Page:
Dr. LeeAnna Muzquiz’s childhood was a time of adventure and exploration. She was either roaming the woodland areas of Montana’s Flathead Reservation where she grew up or reading her way through the elementary school’s library. She dreamt of being a teacher or perhaps a rock star.
The sky was the limit, but being a doctor was beyond even imagination.
“As a kid, I had no real exposure or idea of what the path was towards becoming a doctor. So pursuing medicine wasn’t something I considered,” Muzquiz said. “However, what I did have over the years were many people encouraging me to think about it as a career option.”
In July 2018, Muzquiz assumed the role of Associate Dean for Admissions for UW School of Medicine (UWSOM) following the retirement of her friend and predecessor, Dr. Carol Teitz.
A 2000 graduate of UWSOM, Muzquiz’s personal experiences navigating the educational system bring unique perspectives to the admissions office.
“Dr. Muzquiz’s long history with UWSOM will be a significant benefit,” said Dr. Suzanne Allen, Vice Dean for Academic, Rural and Regional Affairs. “She understands the many benefits of the medical education provided by UWSOM, and those experiences will help her as she is working with potential future students.”
A family of helpers
Muzquiz’s own path was an organic evolution that often hinged on being “in the right place at the time.” In the classroom, she demonstrated an early talent for math and science. At home, she witnessed the value of compassion. Coming from a self-described “family of helpers,” she was raised to visit the sick, make meals for caretakers and always offer a helping hand.
Wanting to combine her passions of social and scientific service, she entered college as a premed student, but then drifted from the idea.
“The tipping point was my dad having a heart attack when I was a college freshman. He was 44 years old and ultimately died after a prolonged hospitalization,” Muzquiz said. “I realized he shouldn’t have died so young from a preventable disease. That became my motivation to get back on track to pursue medicine.”
As a member of the Confederated Salish and Kootenai Tribes, Muzquiz received an undergraduate Indian Health Services Scholarship. It allowed her to attend a career conference where she met students of fellow heritage wishing to pursue medicine. That led to a six-week program hosted by UWSOM offering mentors, resources and admissions guidance.
“It provided the knowledge I needed to help become a successful med-school applicant,” Muzquiz explained. “It was also profound because I found a sense of community with people of similar identities and experiences. Going into medicine was a big unknown for me. It’s important for students to have a sense of support and understanding as they navigate the process.”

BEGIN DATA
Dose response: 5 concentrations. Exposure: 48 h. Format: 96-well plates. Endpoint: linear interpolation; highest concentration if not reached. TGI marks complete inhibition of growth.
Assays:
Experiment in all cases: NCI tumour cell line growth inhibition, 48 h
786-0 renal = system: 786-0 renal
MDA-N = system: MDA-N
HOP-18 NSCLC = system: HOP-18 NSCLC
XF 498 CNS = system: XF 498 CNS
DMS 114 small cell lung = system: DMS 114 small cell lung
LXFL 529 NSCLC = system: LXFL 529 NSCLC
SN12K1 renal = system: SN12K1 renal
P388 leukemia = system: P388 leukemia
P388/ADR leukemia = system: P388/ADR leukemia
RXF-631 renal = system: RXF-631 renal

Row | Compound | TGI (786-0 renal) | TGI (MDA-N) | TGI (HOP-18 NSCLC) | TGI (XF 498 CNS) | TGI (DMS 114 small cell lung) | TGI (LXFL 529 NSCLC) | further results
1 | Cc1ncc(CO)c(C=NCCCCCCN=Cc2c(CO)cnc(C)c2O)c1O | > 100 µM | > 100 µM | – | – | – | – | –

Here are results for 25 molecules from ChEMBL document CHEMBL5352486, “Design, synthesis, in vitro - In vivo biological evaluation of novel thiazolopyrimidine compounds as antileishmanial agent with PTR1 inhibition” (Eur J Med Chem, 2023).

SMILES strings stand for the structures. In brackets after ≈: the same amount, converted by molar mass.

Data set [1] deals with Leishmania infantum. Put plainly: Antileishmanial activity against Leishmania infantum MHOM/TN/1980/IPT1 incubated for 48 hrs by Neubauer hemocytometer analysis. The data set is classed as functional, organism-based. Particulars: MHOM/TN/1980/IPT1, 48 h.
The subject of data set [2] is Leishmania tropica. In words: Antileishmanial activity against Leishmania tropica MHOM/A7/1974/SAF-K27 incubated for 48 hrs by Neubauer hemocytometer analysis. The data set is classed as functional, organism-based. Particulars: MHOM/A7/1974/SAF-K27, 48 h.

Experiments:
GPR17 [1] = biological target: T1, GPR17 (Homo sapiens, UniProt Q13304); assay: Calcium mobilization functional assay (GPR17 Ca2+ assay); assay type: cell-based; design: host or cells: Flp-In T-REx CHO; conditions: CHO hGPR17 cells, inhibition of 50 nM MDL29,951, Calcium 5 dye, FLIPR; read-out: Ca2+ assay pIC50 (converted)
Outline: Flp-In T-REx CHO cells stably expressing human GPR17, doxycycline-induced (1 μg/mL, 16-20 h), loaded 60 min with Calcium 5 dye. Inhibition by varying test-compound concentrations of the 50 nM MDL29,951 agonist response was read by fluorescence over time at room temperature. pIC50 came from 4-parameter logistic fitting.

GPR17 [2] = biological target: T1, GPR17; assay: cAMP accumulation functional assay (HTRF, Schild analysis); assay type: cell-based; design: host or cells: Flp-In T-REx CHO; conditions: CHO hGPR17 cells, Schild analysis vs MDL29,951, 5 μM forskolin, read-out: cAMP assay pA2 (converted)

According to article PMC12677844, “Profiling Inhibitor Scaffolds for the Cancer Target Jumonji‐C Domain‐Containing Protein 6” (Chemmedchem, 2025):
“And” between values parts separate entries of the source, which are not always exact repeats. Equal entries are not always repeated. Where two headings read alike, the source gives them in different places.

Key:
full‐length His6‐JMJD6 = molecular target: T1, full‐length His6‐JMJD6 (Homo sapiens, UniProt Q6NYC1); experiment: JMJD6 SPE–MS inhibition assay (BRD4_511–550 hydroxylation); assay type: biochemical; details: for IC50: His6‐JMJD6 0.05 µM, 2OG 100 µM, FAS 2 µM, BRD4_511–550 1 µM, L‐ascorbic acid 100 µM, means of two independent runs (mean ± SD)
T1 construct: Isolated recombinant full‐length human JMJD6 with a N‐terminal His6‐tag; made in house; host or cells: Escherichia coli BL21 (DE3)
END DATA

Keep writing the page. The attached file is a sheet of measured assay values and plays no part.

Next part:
She enrolled as a student in WWAMI – Montana and completed her residency with Seattle’s Indian Health Board Clinic. She returned to Montana and has since been based with the Polson Tribal Health Clinic.
“Coming from an underserved community herself, LeeAnna understands the importance of having someone care for you who understands your history and culture,” Allen said. “Her passion in this area drives her to continue to improve the admissions process at UWSOM.”
Muzquiz knowingly and laughingly admits that applying to medical school is a “beast of a process.” While it is rightfully extensive and thorough, she looks forward to continuing ongoing efforts to increase efficiency. She also aims to further ensure that matriculating classes reflect regional diversity.
“We want good people who become good students and ultimately good doctors – hopefully even great doctors,” Muzquiz said.
“We should always be improving techniques to screen applicants, but we also need to actively reach out to potential students. There is a lot of serendipity in my own story, and I’m thankful for everyone who helped me. However, how can we – as an institution – reach more students like me from underrepresented groups? I look forward to working on policies and strategies to accomplish that in holistic and fair ways.”
Weaving a tapestry
Muzquiz will continue to practice in Montana while traveling to Seattle and across the region as associate dean for admissions.
Students, professors, patients and the larger community – for Muzquiz, they are all threads that weave together the tapestry of a successful medical school education. A blanket hangs in her living room as a tangible reminder of that belief.
Students who complete UWSOM’s Indian Health Pathway program are honored with a blanket upon graduation and wrapped in it as symbol of protection on their coming journey. Muzquiz’s is turquoise and purple, a vibrant connection between those who came before and those yet to come.
She contemplates it as she oversees her first admission season, the weight of guiding and supporting the next generation.
“Being a doctor is a large responsibility, but it gives me tremendous hope to help others,” Muzquiz said. “I appreciate that UW took a chance on this little girl from the reservation who wanted to go to medical school. She wouldn’t have believed all this was possible. Then again, she didn’t know anything was impossible either!”